Groundwater storage change detection using micro-gravimetric technology

Mohammed El-Diasty*

*Corresponding author for this work

Research output: Contribution to journalReview articlepeer-review

5 Citations (Scopus)


In this paper, new perspectives and developments in applying a ground-based micro-gravimetric method to detect groundwater storage change in Waterloo Moraine are investigated. Four epochs of gravity survey were conducted using absolute gravimeter (FG5), two relative gravity meters (CG5) and two geodetic global positioning systems (GPS) in the Waterloo Moraine in May and August of 2010 and 2011, respectively. Data were processed using the parametric least-squares method and integrated with geological and hydrological studies. The gravity differences between May and August for 2010 and 2011 epochs were inverted to provide the estimated total water storage changes. Changes in soil water content obtained from land surface models of Ecological Assimilation of Land and Climate Observations (EALCO) and the Global Land Data Assimilation System (GLDAS) program were employed to estimate the groundwater storage change. The ratios between the estimated groundwater storage changes and measured water table changes (specific yields) were determined at a local monitoring well located in the survey area. The results showed that the estimates of specific yields between May and August of 2010 and 2011 were consistent at a significant confidence level and are also within the range of the specific yield from geological and hydrological studies. Therefore, the micro-gravimetric (absolute and relative gravity meters) technology has demonstrated the great potential in detecting groundwater storage change and specific yield for local scale aquifers such as Waterloo Moraine.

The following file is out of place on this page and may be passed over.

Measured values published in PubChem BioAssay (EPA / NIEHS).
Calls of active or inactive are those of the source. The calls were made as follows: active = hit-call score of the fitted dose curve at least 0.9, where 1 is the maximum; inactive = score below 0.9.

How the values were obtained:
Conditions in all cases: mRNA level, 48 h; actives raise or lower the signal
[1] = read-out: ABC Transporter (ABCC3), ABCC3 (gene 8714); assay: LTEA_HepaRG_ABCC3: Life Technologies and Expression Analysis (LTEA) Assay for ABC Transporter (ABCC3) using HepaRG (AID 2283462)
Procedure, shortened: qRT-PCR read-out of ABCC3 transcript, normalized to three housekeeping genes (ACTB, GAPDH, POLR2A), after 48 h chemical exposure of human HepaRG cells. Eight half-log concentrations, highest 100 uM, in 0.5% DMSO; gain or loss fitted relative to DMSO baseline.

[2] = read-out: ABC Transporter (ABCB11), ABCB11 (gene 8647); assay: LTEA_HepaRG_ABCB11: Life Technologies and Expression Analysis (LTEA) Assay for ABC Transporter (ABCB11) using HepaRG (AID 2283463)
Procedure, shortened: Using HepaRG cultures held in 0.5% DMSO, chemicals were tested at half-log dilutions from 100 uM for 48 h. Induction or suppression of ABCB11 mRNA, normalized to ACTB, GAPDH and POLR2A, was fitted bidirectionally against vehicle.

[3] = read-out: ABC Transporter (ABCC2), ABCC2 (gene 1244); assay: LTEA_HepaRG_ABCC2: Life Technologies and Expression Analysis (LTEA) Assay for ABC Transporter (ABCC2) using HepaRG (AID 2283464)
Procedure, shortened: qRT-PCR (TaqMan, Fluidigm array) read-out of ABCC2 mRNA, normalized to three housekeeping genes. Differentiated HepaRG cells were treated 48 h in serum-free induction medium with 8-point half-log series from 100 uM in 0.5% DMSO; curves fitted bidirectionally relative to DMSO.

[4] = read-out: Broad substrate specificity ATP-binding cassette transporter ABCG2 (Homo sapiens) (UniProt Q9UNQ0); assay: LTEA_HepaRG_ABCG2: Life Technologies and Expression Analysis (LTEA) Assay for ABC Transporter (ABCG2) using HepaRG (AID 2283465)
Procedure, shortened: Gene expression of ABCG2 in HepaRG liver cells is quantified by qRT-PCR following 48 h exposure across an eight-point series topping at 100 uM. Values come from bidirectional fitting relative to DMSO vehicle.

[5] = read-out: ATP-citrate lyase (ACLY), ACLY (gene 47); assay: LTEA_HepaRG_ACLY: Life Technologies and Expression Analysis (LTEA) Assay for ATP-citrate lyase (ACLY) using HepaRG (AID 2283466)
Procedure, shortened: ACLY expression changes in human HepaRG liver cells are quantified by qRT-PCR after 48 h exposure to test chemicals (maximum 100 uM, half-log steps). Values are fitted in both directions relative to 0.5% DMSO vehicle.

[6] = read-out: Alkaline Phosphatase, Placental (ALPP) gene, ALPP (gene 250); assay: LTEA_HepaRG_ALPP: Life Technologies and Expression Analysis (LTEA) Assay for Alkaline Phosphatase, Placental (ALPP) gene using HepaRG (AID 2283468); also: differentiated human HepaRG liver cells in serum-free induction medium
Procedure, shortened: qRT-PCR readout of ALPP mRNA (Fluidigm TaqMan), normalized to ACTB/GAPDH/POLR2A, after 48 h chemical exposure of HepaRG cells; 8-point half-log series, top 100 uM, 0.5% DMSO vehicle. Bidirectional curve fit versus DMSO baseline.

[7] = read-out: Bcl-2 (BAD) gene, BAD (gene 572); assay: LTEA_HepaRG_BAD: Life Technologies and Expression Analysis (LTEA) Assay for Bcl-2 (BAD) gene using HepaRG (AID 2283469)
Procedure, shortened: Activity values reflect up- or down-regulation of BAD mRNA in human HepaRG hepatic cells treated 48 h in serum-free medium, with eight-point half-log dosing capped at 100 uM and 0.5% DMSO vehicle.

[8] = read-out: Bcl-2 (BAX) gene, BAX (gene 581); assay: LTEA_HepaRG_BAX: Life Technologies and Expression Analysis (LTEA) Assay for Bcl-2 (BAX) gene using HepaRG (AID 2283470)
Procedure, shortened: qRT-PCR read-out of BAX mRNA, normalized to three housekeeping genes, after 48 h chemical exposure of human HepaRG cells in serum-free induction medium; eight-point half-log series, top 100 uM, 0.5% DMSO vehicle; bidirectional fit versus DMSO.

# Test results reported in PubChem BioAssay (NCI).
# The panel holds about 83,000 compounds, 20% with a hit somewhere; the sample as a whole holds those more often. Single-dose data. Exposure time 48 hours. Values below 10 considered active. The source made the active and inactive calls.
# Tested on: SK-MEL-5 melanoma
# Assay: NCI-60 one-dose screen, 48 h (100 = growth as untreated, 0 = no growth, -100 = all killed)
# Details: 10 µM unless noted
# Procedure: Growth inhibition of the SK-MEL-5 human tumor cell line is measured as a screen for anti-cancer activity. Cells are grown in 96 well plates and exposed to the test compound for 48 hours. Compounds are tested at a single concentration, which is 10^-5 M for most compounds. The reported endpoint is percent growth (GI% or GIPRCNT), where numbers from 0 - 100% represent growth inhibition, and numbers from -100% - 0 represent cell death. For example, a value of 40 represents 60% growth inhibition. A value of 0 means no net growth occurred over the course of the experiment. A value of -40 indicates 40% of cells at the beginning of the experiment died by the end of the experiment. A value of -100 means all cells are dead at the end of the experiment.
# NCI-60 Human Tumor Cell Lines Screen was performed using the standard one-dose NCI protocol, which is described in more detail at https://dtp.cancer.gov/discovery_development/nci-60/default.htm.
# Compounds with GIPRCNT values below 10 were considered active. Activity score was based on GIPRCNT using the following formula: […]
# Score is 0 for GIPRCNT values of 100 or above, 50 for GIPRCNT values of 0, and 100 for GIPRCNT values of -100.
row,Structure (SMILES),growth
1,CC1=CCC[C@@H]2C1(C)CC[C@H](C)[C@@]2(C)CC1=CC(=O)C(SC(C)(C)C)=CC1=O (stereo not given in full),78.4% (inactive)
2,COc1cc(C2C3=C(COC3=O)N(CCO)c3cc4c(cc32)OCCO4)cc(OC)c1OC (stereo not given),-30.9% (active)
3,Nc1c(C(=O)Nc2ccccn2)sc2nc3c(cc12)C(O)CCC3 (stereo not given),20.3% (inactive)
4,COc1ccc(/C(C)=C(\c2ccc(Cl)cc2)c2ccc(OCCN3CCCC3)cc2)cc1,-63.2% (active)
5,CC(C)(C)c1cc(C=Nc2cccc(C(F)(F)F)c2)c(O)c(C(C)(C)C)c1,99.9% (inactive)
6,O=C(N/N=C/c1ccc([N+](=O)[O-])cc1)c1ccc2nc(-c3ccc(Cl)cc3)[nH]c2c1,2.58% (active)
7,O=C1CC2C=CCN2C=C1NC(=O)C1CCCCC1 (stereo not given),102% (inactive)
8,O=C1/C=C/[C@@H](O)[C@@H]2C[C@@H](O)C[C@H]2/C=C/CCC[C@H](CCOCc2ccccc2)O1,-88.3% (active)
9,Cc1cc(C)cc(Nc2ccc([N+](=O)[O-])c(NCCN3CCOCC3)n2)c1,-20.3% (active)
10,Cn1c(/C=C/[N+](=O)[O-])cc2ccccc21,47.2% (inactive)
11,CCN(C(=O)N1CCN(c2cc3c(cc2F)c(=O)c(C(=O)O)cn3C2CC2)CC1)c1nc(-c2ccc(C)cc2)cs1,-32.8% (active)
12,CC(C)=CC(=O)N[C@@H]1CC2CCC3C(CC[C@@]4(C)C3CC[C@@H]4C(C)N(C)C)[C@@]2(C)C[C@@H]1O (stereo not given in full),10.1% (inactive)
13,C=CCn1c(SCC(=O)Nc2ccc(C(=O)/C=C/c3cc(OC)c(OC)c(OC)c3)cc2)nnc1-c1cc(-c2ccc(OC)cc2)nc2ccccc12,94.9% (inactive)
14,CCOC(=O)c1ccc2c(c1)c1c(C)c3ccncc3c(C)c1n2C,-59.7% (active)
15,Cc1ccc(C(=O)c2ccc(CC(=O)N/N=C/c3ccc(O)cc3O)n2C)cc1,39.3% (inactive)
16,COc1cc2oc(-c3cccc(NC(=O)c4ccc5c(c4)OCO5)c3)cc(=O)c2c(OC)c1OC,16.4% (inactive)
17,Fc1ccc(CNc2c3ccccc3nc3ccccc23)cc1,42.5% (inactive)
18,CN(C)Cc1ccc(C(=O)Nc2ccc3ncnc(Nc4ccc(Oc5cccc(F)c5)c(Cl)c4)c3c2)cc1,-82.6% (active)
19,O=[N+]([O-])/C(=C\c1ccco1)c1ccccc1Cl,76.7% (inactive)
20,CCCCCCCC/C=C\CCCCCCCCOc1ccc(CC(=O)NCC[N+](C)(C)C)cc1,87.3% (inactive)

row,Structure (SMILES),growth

Original languageEnglish
Pages (from-to)259-272
Number of pages14
JournalJournal of Geophysics and Engineering
Issue number3
Publication statusPublished - Apr 21 2016


  • groundwater
  • least-squares
  • micro-gravity

ASJC Scopus subject areas

  • Geophysics
  • Geology
  • Industrial and Manufacturing Engineering
  • Management, Monitoring, Policy and Law

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